Don't get me wrong,
I'm all in favor of anything that stimulates broad popular interest in
history. Yet, although the widespread
attention devoted to the sesquicentennial of the Recent Unpleasantness has
certainly done this, it has also
summoned forth a veritable horde of aspiring myth busters. Some of these are motivated by nothing more
than a sincere desire to set the record straight--as they see it at least.
Others are little more than axe-grinding
oversimplifiers who wish fervently to sell us on the idea that the lessons of
this highly complex phenomenon can be broken down into a simple and succinct
validation of their political or ideological agenda for the present. In either case, however, the problem here is
that myths are not mere vaporous fantasies that float aimlessly across the generations like
wind-borne balloons. Rather, they
survive because they continue to serve particular entrenched interests,
prejudices and points of view. Accordingly,
disposing of myths typically turns out to be less like a delicate surgical excision
than the demolition of a brick wall with a sledgehammer. Not surprisingly, then, myth busting inflicts
considerable collateral damage, especially where complexity and precision are
concerned. Take, for example, the
efforts of sociologist James W. Loewen, a self-styled debunker of supposed
popular historical misconceptions who undertakes in the Washington Post to explode the following "five myths about
why the South seceded:"
1. The South seceded over states' rights.
Confederate states did claim the right to secede, but no state claimed to be
seceding for that right. In fact, Confederates opposed states' rights -- that
is, the right of Northern states not to support slavery. Semantic gymnastics, anyone? Read on...
On Dec. 24, 1860, delegates at South Carolina's secession convention adopted
a "Declaration of the Immediate Causes Which Induce and Justify the
Secession of South Carolina from the Federal Union." It noted "an
increasing hostility on the part of the non-slaveholding States to the institution
of slavery" and protested that Northern states had failed to "fulfill
their constitutional obligations" by interfering with the return of
fugitive slaves to bondage. Slavery, not states' rights, birthed the Civil War.
South Carolina was further upset that New York no longer allowed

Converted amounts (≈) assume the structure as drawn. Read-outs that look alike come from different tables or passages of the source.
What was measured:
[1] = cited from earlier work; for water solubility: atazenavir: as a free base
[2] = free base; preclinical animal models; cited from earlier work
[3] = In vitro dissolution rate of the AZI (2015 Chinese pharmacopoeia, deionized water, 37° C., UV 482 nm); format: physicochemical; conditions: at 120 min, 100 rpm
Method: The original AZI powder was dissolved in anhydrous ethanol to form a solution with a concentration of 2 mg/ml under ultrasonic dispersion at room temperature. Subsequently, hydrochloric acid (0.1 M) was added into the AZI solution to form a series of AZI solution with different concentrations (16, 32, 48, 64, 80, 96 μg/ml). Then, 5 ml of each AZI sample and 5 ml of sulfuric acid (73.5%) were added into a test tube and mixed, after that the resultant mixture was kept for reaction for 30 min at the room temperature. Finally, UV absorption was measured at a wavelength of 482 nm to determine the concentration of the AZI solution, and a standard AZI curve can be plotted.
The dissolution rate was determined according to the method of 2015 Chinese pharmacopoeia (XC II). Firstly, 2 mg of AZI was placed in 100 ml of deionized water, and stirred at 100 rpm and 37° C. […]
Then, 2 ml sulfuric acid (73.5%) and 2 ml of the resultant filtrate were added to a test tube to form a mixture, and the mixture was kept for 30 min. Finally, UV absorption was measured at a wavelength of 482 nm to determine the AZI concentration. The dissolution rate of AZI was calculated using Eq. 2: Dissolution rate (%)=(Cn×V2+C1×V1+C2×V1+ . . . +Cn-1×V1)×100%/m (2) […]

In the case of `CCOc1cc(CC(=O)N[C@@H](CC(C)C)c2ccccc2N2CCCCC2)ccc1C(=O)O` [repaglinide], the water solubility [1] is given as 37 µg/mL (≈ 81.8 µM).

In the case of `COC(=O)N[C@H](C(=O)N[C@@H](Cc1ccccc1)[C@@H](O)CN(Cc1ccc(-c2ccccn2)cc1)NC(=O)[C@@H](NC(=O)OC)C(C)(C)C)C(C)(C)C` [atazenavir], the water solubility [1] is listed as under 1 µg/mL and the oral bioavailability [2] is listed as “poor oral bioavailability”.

"slavery transit." In the past, if Charleston gentry wanted to spend
August in the Hamptons, they could bring their cook along. No longer -- and
South Carolina's delegates were outraged. In addition, they objected that New
England states let black men vote and tolerated abolitionist societies.
According to South Carolina, states should not have the right to let their
citizens assemble and speak freely when what they said threatened slavery.
Other seceding states echoed South Carolina. "Our position is
thoroughly identified with the institution of slavery -- the greatest material
interest of the world," proclaimed Mississippi in its own secession
declaration, passed Jan. 9, 1861. "Its labor supplies the product which
constitutes by far the largest and most important portions of the commerce of
the earth. . . . A blow at slavery is a blow at commerce and
The South's opposition to states' rights is not surprising. Until the Civil
War, Southern presidents and lawmakers had dominated the federal government. This is more
or less correct, but, by the middle of the 19th century, the rapid growth of
the free states and the concomitantly
meteoric rise of the
Republican Party as a largely sectional representation of free-state and New
England aims and prerogatives pointed to a future in which the slave states
were likely to be a permanent minority.
The people in power in Washington always oppose states' rights. Doing so
preserves their own. Say what? Remember
the Reagan and Bush regimes? I guess the Republicans currently controlling the
House of Representatives haven't gotten the memo on this either. I'd say the
Washington crowd frequently supports states' rights when it involves doing something they
lack the stomach to do or don't want to see done at all.
2. Secession was about tariffs and taxes.
During the nadir of post-civil-war race relations - the terrible years after